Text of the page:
Public genomics, privacy, and James Watson

3 minute read

Another thing I didn’t expect to see today: DeCode Genetics went looking through James Watson’s genome sequence for evidence of African ancestry:

A new analysis of Dr. Watson's genome shows that he has 16 times the number of genes considered to be of African origin than the average white European does -- about the same amount of African DNA that would show up if one great-grandparent were African, said Kari Stefansson, the chief executive of deCODE Genetics of Iceland, which did the analysis.
Dr. Stefansson's company is one of several marketing genome scans that promise to reveal anyone's genetic propensities for disease, origins and more, for a price. Dr. Watson had already placed his own genome information online, as has another genetics pioneer, J. Craig Venter. Dr. Stefansson said he simply ran the data through his company's analytical system.
Dr. Stefansson said that because his company had not produced the original data, "I am reluctant, personally, to make much of the analysis." He added, however, that "on my face, it would elicit smiles."

I find this very strange. Not that Watson may have a mixed ancestry – ultimately, everyone’s ancestry is mixed.

No, I find it strange that the leader of one of the major genetics firms in the world is cheerily showing one of the worst possible abuses of personal genomics, in the most high-profile way possible! I find it just flabbergasting.

Someone might argue that Watson’s genetic ancestry is legitimately related to the story about his race comments. A journalist might argue that the story is newsworthy because Watson is a public figure who has made public comments, and if his ancestry seems to contradict his public comments, even in a tangential way, that is a story.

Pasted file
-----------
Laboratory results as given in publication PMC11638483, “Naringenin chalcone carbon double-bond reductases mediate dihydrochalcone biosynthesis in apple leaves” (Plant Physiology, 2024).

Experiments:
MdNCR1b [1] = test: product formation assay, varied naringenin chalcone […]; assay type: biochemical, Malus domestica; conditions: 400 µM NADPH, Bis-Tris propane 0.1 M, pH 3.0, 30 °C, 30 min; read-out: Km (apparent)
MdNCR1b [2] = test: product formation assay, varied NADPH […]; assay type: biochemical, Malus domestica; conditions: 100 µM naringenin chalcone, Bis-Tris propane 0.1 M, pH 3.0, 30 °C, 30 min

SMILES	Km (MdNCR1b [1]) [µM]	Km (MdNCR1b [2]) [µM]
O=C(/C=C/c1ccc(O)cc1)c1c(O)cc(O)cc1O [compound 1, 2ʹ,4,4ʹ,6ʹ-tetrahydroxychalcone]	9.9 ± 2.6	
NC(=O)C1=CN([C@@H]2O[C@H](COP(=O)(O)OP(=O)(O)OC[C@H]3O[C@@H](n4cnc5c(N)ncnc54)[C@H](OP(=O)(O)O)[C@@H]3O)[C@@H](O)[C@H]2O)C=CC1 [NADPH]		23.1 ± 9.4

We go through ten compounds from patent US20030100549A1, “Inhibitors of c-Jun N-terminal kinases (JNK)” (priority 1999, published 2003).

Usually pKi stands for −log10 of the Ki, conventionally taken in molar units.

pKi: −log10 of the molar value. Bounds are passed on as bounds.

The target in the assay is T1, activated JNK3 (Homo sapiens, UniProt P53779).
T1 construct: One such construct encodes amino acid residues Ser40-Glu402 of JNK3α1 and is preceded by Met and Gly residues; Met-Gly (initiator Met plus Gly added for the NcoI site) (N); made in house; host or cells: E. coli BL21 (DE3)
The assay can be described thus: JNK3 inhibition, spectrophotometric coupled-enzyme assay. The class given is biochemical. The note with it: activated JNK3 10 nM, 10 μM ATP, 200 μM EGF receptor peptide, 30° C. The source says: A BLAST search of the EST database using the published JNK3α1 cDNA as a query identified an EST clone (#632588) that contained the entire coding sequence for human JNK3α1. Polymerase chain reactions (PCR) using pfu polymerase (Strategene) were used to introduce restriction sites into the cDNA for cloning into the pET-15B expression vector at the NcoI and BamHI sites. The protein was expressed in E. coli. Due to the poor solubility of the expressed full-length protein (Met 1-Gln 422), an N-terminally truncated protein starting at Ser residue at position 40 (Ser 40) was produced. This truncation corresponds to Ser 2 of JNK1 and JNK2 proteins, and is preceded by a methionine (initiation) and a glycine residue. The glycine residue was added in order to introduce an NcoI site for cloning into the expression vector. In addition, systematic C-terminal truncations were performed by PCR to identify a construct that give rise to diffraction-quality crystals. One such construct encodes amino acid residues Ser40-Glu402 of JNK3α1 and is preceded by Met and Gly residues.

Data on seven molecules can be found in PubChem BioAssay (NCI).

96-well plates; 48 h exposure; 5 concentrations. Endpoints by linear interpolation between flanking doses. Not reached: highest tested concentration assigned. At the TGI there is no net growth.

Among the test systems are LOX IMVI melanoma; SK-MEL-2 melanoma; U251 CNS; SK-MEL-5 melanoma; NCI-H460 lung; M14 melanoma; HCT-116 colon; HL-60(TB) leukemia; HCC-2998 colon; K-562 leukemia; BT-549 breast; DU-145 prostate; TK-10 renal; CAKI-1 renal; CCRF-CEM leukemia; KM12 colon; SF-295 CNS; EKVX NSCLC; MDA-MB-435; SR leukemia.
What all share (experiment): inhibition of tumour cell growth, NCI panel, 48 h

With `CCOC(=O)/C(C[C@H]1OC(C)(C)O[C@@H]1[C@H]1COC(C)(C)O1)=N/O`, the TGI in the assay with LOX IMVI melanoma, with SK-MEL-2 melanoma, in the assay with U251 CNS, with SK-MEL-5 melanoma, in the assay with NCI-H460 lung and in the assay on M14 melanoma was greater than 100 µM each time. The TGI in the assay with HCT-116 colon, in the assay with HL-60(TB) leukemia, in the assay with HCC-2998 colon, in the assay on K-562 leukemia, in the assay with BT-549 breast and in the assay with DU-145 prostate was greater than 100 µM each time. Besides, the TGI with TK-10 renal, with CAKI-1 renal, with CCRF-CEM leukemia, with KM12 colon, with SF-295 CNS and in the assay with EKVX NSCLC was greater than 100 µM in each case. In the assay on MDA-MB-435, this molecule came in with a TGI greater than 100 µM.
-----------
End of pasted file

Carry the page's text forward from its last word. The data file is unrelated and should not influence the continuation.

But the entire reason why many people think public genomics is a bad idea revolves around privacy and informed consent. People want to believe that their genes won’t be used against them – that information about risk alleles won’t be used to deny employment or insurance, for example. Information about one’s ancestry clearly falls in that category: most people want to keep such information private.

Informed consent is a problem in public genomics because your genes are not only yours – they are also the genes of your parents, children, and other relatives. When you make your gene sequence public, you are taking with it information about your kin, who may not want such information out there. At present, they have no way of stopping you – they have to live with your decisions. Which has created ticklish situations: a number of anonymous sperm donors have been tracked down by their children, using the donors’ relatives’ DNA sequences available from genealogy testing services.

If you want to advance the field, then you want to find ways to build confidence that genomic data won’t lead to sensationalistic or salacious attention to people’s genealogical information.

I mean, what is the purpose really of spreading a news story that Watson may be 1/16 African, without adding the context of how common this degree of genetic mixture has been in American history in particular, and between populations generally? Why would a geneticist working with humans not realize the ethical problem? It has exactly the same salacious quality as a story about a political candidate’s ancestry – remember the story about former senator George Allen’s Jewish mother? I can’t believe that a credible researcher would want to bring this to genomics.

Maybe this is a play to discredit public genomics and advance the idea of some kind of data security system. From Stefansson’s quotes, it seems possible he is trying to make his company look good and other ideas, like George Church’s sequencing project, look bad.

But somehow I doubt it was that closely thought out. Probably their zeal to “get” Watson carried them away. If so, their approach serves to discredit their field by raising serious concerns about privacy and misinformation about race.